We recently attended the local racetrack awards banquet in support of my daughter and her 9th place finish this year in her dirt-track racing division. Prior to the banquet, some comments were made that really bothered me. Someone told me they didn’t feel like she "earned" 9th place because she didn’t win any races, didn’t even finish in the top ten in any races this year. She earned points by racing regularly (although not every week) and by finishing her races, which is more than some of the other drivers did. Does that make her any less deserving?
I know my daughter. She’s passionate about racing, and has been since she was a toddler. Racing is all she’s ever wanted to do. It’s different from the other activities she participated in over the years. In other activities, she wanted to do well but she wouldn’t give 110%. She wanted the glory without the guts. Racing has been different, to some degree. She’s worked hard to get where she’s at. Has she given 110%? I don’t know, but I do know she’s trying. She doesn’t always get it right, and she’s still learning. But she must be doing something right because people see potential in her and she is improving each year. Does that make her less deserving than someone who is more experienced and winning races?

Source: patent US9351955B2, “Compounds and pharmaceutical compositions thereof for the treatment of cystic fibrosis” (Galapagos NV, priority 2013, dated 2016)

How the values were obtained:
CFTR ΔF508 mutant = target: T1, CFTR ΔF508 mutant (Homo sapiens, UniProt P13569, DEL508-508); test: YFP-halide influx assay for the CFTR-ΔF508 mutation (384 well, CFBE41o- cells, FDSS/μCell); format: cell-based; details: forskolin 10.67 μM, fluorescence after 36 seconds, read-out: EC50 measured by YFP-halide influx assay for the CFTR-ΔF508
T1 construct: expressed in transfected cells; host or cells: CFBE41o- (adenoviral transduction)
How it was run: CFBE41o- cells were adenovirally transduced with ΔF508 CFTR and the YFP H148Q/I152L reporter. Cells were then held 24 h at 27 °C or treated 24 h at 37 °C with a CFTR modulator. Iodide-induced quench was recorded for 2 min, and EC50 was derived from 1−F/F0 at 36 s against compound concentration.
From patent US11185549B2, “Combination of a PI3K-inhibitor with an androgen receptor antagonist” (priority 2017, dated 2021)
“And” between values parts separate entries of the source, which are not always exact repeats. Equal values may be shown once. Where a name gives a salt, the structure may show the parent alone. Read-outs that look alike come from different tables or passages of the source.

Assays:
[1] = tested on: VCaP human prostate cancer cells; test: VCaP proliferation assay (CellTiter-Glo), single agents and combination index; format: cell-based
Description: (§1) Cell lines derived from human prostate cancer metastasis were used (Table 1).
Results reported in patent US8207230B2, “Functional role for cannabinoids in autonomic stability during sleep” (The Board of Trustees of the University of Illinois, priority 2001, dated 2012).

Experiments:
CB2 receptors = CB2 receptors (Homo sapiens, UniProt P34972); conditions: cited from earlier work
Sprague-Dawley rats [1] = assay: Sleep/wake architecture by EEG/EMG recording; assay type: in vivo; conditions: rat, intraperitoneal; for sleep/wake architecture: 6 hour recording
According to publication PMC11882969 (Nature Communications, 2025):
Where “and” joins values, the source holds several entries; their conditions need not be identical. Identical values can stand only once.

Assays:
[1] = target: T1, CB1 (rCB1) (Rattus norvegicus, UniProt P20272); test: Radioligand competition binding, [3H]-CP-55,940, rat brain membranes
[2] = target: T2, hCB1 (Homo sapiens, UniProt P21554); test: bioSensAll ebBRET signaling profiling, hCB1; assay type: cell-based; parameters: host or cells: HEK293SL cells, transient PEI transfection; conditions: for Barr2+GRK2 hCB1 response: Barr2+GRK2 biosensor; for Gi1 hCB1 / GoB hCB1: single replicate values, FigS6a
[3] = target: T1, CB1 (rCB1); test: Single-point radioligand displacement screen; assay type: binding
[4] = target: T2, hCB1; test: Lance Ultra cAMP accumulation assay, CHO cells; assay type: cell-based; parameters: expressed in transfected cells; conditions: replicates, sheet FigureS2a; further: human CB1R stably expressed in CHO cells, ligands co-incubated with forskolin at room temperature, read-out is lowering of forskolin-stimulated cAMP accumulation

That depends. She’s living her dream, which is more than a lot of people can say – myself included.
My dream has always been to be a published writer. I’m twice my daughter’s age and then some, and I’m not there yet. Some would say I only played at being a writer while raising my family. Maybe they’re right, and maybe not. It’s a matter of priorities. I’m a fiercely loving and supporting mother. My kids would tell you I’m overprotective, but hey, that’s who I am. I’ve spent years juggling their events. Writing took a backseat, but it was always there for me in one form or another.
Now that my youngest is a senior in high school, I soon won’t be able to use the excuse of school or sporting events to avoid writing (yes, sometimes I do avoid it). My priorities are shifting. Hubby would like to claim more of my time for us, and it’s important that I nurture that relationship. But I also need to nurture my dream, to push through the fear that has dogged me through the years: what if I become a successful writer and it changes me or it changes my life?
I’m participating by writing and editing, by taking workshops and studying my craft. I don’t always get it right, and I’m still learning. But I need to take a lesson from my daughter and put my passion for writing to work for me, because I’m not a published writer. . . yet. Does that mean I haven't "earned" the title of writer? I don't think so. I may not be living my dream but I am chasing it.